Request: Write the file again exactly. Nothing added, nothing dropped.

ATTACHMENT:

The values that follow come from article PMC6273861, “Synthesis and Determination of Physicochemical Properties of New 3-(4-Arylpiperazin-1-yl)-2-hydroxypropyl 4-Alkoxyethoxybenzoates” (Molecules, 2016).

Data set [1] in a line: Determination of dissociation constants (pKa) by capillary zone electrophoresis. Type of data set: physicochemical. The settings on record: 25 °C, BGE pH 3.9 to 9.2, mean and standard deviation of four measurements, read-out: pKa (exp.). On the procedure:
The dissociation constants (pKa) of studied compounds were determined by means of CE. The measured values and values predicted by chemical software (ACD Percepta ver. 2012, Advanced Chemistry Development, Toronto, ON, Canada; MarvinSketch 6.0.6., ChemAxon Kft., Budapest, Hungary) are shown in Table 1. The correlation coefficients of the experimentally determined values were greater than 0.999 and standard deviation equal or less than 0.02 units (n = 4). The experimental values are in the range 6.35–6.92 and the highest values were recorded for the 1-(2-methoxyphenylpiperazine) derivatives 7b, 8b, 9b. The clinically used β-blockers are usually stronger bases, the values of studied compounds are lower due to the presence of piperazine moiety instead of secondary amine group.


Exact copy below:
The values that follow come from article PMC6273861, “Synthesis and Determination of Physicochemical Properties of New 3-(4-Arylpiperazin-1-yl)-2-hydroxypropyl 4-Alkoxyethoxybenzoates” (Molecules, 2016).

Data set [1] in a line: Determination of dissociation constants (pKa) by capillary zone electrophoresis. Type of data set: physicochemical. The settings on record: 25 °C, BGE pH 3.9 to 9.2, mean and standard deviation of four measurements, read-out: pKa (exp.). On the procedure:
The dissociation constants (pKa) of studied compounds were determined by means of CE. The measured values and values predicted by chemical software (ACD Percepta ver. 2012, Advanced Chemistry Development, Toronto, ON, Canada; MarvinSketch 6.0.6., ChemAxon Kft., Budapest, Hungary) are shown in Table 1. The correlation coefficients of the experimentally determined values were greater than 0.999 and standard deviation equal or less than 0.02 units (n = 4). The experimental values are in the range 6.35–6.92 and the highest values were recorded for the 1-(2-methoxyphenylpiperazine) derivatives 7b, 8b, 9b. The clinically used β-blockers are usually stronger bases, the values of studied compounds are lower due to the presence of piperazine moiety instead of secondary amine group.